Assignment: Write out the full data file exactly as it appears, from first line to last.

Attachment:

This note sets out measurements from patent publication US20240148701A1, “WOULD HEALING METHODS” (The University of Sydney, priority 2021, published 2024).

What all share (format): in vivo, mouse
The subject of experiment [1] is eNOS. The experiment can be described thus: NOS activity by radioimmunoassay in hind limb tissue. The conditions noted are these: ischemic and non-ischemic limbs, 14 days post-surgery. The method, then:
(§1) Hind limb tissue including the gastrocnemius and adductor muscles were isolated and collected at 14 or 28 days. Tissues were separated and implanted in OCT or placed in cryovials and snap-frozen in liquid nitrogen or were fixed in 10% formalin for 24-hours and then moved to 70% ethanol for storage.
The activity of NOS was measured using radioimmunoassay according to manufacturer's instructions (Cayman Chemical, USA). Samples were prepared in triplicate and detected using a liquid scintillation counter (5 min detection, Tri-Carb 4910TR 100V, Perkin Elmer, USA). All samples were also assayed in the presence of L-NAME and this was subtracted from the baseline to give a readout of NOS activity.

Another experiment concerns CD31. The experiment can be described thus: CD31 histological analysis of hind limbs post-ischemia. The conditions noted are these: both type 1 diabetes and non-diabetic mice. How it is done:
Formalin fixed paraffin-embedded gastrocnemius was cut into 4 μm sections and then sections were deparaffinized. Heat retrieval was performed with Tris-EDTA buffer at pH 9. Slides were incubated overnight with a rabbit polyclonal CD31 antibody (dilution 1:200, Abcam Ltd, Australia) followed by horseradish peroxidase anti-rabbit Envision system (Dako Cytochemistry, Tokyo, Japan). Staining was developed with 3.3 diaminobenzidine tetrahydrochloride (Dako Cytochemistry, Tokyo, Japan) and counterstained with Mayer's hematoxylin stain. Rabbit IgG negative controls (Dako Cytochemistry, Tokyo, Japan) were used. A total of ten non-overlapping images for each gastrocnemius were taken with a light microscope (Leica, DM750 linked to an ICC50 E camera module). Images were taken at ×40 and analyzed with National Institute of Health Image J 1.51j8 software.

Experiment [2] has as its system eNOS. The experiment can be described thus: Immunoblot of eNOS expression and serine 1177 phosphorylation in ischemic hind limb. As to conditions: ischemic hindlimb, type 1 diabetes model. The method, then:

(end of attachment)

This note sets out measurements from patent publication US20240148701A1, “WOULD HEALING METHODS” (The University of Sydney, priority 2021, published 2024).

What all share (format): in vivo, mouse
The subject of experiment [1] is eNOS. The experiment can be described thus: NOS activity by radioimmunoassay in hind limb tissue. The conditions noted are these: ischemic and non-ischemic limbs, 14 days post-surgery. The method, then:
(§1) Hind limb tissue including the gastrocnemius and adductor muscles were isolated and collected at 14 or 28 days. Tissues were separated and implanted in OCT or placed in cryovials and snap-frozen in liquid nitrogen or were fixed in 10% formalin for 24-hours and then moved to 70% ethanol for storage.
The activity of NOS was measured using radioimmunoassay according to manufacturer's instructions (Cayman Chemical, USA). Samples were prepared in triplicate and detected using a liquid scintillation counter (5 min detection, Tri-Carb 4910TR 100V, Perkin Elmer, USA). All samples were also assayed in the presence of L-NAME and this was subtracted from the baseline to give a readout of NOS activity.

Another experiment concerns CD31. The experiment can be described thus: CD31 histological analysis of hind limbs post-ischemia. The conditions noted are these: both type 1 diabetes and non-diabetic mice. How it is done:
Formalin fixed paraffin-embedded gastrocnemius was cut into 4 μm sections and then sections were deparaffinized. Heat retrieval was performed with Tris-EDTA buffer at pH 9. Slides were incubated overnight with a rabbit polyclonal CD31 antibody (dilution 1:200, Abcam Ltd, Australia) followed by horseradish peroxidase anti-rabbit Envision system (Dako Cytochemistry, Tokyo, Japan). Staining was developed with 3.3 diaminobenzidine tetrahydrochloride (Dako Cytochemistry, Tokyo, Japan) and counterstained with Mayer's hematoxylin stain. Rabbit IgG negative controls (Dako Cytochemistry, Tokyo, Japan) were used. A total of ten non-overlapping images for each gastrocnemius were taken with a light microscope (Leica, DM750 linked to an ICC50 E camera module). Images were taken at ×40 and analyzed with National Institute of Health Image J 1.51j8 software.

Experiment [2] has as its system eNOS. The experiment can be described thus: Immunoblot of eNOS expression and serine 1177 phosphorylation in ischemic hind limb. As to conditions: ischemic hindlimb, type 1 diabetes model. The method, then: